That exclusivity of the all-electric philosophy comes via a somewhat opaque edict that was agreed upon by then FIA president Jean Todt and Formula E founder and now chairman Alejandro Agag back in 2012 ahead of FE’s debut in 2014. It is believed to have been for a 25-year period, meaning that Formula E would be in its seventh ruleset by the time it elapses in 2039, well into a decade in which the global automotive make-up will be very different to today.

The FIA’s commitment to Formula E has never wavered and is deeply entrenched, meaning that it must see a relevance and attraction for the automotive market and consumers.

Three of FE’s seven current manufacturers - Jaguar, Nissan and Porsche - committing to Gen4 in good time has given both Formula E Holdings and the FIA renewed optimism.

Yet, outside of the racing bubble the way electric car sales are plateauing is rocking the once absolute confidence in an all-electrical mobility future.

Is all-electric still a relevant concept?

Earlier this year, the king of all EV carmakers - Tesla - laid off 10% of its staff as it missed market expectations by 13% and had its first descent in deliveries for four years.

Its founder and leader Elon Musk recognised the worries, telling his company's investors: “The EV adoption rate globally is under pressure, and a lot of other auto manufacturers are pulling back on EVs and pursuing plug-in hybrids instead.”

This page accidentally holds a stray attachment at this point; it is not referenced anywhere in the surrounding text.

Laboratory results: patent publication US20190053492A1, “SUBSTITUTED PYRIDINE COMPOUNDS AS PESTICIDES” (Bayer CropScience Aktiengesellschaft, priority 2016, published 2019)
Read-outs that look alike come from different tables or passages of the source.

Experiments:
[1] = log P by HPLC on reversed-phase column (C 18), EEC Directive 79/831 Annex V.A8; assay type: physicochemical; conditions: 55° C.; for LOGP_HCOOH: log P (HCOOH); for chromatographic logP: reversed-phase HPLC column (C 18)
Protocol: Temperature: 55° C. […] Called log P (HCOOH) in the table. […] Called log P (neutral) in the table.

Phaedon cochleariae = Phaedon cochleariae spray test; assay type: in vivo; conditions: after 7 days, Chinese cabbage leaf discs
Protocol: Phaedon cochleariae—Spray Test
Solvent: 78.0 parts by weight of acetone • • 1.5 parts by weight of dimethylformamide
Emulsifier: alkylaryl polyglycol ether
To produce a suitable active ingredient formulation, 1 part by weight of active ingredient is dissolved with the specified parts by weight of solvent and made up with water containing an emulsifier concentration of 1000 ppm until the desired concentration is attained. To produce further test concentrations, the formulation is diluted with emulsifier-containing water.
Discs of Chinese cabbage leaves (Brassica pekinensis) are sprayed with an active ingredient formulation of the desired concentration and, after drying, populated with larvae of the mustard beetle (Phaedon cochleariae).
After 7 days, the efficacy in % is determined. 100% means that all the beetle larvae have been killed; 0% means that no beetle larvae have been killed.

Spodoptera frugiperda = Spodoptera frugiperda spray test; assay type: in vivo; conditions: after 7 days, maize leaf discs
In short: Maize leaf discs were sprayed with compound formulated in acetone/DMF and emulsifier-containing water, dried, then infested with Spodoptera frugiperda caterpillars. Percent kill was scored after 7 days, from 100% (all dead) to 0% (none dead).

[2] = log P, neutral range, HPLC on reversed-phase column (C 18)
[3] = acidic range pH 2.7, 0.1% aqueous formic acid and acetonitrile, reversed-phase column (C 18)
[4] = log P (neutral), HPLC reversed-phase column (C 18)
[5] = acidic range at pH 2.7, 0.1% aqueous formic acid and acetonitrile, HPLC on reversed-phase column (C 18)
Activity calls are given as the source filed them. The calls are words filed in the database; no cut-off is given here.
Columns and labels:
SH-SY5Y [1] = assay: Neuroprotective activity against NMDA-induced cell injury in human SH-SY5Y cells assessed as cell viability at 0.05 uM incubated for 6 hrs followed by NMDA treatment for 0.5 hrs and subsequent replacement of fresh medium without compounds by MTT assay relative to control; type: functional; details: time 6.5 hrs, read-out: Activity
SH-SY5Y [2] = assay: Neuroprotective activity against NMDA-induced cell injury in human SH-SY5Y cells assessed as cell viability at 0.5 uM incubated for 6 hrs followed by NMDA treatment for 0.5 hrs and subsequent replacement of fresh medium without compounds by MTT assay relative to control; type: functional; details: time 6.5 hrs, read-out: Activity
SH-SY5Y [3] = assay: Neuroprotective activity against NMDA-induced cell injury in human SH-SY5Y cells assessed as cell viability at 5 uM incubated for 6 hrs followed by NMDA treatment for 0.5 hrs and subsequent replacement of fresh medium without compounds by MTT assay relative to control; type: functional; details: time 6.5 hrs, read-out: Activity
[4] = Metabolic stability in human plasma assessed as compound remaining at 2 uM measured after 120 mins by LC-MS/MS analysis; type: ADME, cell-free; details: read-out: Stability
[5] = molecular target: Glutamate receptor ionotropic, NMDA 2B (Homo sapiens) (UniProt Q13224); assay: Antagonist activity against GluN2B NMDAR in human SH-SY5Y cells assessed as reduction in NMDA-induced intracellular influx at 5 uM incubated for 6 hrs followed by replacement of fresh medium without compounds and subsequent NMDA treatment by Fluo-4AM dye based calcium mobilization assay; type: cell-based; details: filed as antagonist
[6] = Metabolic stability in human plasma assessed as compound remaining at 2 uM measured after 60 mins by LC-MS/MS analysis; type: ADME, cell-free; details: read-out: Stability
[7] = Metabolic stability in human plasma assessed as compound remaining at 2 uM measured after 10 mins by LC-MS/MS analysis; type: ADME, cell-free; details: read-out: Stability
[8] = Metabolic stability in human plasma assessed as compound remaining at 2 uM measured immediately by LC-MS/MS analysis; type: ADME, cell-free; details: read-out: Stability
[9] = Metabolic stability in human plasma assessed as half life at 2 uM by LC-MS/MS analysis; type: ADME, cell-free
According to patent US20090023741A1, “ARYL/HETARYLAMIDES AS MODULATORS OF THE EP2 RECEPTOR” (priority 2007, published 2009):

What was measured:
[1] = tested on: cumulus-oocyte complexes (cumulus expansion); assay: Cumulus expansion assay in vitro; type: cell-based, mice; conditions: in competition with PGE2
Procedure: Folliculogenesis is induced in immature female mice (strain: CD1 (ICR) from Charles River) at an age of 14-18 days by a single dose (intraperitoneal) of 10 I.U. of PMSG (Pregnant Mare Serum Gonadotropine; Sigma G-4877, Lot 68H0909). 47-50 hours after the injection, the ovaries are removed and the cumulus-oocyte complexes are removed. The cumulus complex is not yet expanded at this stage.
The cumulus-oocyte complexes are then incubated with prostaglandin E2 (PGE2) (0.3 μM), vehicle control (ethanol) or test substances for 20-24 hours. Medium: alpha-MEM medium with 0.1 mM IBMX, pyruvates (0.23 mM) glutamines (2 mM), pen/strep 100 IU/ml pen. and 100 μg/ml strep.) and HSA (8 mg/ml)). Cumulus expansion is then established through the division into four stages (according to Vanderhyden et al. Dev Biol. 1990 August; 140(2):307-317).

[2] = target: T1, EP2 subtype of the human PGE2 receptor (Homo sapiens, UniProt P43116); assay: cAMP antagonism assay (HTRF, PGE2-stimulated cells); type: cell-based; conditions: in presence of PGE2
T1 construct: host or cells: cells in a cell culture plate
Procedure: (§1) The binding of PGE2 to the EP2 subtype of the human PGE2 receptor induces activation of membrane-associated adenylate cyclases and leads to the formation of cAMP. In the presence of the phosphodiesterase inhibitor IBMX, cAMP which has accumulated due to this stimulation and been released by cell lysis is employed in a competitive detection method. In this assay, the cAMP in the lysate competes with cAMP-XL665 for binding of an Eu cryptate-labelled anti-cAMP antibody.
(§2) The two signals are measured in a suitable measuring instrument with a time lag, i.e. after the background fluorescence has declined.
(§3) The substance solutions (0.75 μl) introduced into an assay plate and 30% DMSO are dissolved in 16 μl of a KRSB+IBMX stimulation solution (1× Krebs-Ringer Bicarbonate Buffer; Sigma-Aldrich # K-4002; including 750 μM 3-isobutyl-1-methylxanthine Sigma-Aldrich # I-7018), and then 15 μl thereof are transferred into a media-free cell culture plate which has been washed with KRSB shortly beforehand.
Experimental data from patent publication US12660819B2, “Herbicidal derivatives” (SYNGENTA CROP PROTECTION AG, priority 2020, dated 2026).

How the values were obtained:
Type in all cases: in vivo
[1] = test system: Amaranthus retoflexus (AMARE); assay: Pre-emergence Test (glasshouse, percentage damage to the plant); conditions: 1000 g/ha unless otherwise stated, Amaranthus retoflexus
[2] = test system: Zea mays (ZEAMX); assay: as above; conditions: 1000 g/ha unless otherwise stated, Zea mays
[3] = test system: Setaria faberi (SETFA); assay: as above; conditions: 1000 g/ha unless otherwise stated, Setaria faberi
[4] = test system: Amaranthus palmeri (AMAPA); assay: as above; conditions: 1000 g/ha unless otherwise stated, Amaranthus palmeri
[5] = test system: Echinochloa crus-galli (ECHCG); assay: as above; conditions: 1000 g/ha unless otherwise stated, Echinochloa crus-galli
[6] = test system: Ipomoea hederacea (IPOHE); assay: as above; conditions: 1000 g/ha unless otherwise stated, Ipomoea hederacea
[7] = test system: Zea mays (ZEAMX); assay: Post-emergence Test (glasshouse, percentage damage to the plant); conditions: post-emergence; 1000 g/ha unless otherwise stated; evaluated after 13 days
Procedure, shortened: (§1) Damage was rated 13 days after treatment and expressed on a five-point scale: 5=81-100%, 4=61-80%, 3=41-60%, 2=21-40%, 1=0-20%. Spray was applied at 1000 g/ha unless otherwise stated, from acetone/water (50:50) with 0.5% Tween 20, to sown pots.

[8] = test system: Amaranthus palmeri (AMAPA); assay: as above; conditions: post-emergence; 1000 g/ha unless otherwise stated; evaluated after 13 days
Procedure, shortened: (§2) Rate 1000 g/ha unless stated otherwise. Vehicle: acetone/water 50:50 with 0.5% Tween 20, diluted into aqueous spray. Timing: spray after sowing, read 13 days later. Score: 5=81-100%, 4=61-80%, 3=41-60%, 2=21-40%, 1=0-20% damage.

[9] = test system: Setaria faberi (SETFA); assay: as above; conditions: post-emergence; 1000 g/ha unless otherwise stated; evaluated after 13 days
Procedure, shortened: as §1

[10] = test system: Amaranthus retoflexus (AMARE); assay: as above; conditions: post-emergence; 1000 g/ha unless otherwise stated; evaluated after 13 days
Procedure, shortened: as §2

If Tesla is a litmus test for current and future confidence in EVs, the global picture just before the first quarter of 2024 was a little different. Indeed, electric car sales neared 14 million in 2023, 95% of which were in China, Europe and the United States according to official sales statistics from the International Energy Agency and its Global EV Outlook report.

Electric car sales in 2023 were 3.5 million higher than in 2022, a 35% year-on-year increase. This is more than six times higher than in 2018, just five years earlier. In 2023, there were over 250,000 new registrations per week, which is more than the annual total in 2013, 10 years earlier.

That puts into perspective why Formula E has been so relevant in the last decade. Yet that is no guarantee of a comfortable future. Global socio-economic events can knock anything off its stride, adding more importance to the Gen4 ruleset and how Formula E can continue to carve its own niche, even if F1 gets much sparkier in the meantime.

“How far they [F1] can go on that journey of electrification I think remains to be seen,” mused Dodds.

“There's a lot of positives about them increasing the ratio of electrification because I think it adds weight to the importance and the relevance of EVs and electric engines, electric motors, which is effectively what we race and the story we tell.”

Of course, comparing one motorsport discipline where the entry outlay is in excess of $750million to one where the entry point is probably nearer €25m, and one with a cost cap of $140m (F1) and one where the cost cap is €13.5m (FE), just reinforces why comparing the two entities is fruitless.

“I don't think there are many people sitting there saying, ‘Should we do F1 or should we do Formula E?’” added Dodds.